(b) The silent prayer or meditation authorized by subsection (a) of this section is not intended to be, and shall not be conducted as, a religious service or exercise, but shall be considered as an opportunity for silent prayer or meditation on a religious theme by those who are so disposed, or a moment of silent reflection on the anticipated activities of the day.

Petitioner argues that his conduct was permissible under this statute and if prohibited thereby, the statute is void for vagueness.

It will be noted, of course, that the silent prayer or meditation authorized by the statute must not be conducted as a religious service or exercise and that the prayer or meditation must be silent. That the primary effect and purpose of the Petitioner's opening exercises were of a "religious" nature is apparent from the evidence presented and corroborated by Petitioner's own testimony. When asked under oath, "What was the purpose of this prayer?", Petitioner responded, "I feel that I needed help to be a good teacher to do what I should during [sic] the classroom. I asked for help and guidance." We note that if that was the purpose then what Petitioner did was a religious exercise. In addition, subsection (a) says that the prayer shall be "silent". Petitioner's prayer was said aloud and in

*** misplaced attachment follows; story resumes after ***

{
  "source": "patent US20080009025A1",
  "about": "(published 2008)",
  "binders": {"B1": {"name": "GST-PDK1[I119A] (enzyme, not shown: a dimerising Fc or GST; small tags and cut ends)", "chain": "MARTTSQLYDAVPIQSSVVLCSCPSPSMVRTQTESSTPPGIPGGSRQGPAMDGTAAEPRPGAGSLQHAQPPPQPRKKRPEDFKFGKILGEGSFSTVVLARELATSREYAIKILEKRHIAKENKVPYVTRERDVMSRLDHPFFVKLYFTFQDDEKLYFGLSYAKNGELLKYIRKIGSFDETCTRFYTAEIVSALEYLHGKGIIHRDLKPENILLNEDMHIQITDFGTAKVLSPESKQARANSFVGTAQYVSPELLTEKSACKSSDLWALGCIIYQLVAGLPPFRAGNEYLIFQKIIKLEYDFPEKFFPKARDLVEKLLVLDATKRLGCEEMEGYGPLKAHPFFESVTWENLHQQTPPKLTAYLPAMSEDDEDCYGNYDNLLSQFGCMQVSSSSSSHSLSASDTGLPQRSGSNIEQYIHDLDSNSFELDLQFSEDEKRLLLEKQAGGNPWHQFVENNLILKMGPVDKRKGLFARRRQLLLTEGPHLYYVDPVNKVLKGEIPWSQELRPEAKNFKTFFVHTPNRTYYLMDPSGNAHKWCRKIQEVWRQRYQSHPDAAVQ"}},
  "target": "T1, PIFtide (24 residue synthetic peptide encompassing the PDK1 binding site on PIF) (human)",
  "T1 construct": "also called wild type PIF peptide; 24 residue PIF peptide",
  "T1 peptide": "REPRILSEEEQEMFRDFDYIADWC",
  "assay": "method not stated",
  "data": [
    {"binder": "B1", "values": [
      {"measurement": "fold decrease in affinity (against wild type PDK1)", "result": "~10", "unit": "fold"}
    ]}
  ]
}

[ 65 Pa. Commw. Page 327]

    a prayerful stance. Clearly, Petitioner's prayers were in violation of and not authorized by Section 1516.1.

We see nothing in the statute which would render it void for vagueness. The test is whether the statute gives a person of ordinary intelligence a reasonable opportunity to know what is prohibited so that he may act accordingly. Grayned v. City of Rockford, 408 U.S. 104 (1972). Petitioner maintains that by authorizing certain activities but prohibiting others, the statute is necessarily vague. This is strained legal reasoning at best. It is clear to us that when the legislature enacted Section 1516.1 it was endeavoring to implement what Abington held to be permissible under the United States Constitution; no more and no less. As such, the statute withstands Petitioner's constitutional attack for vagueness.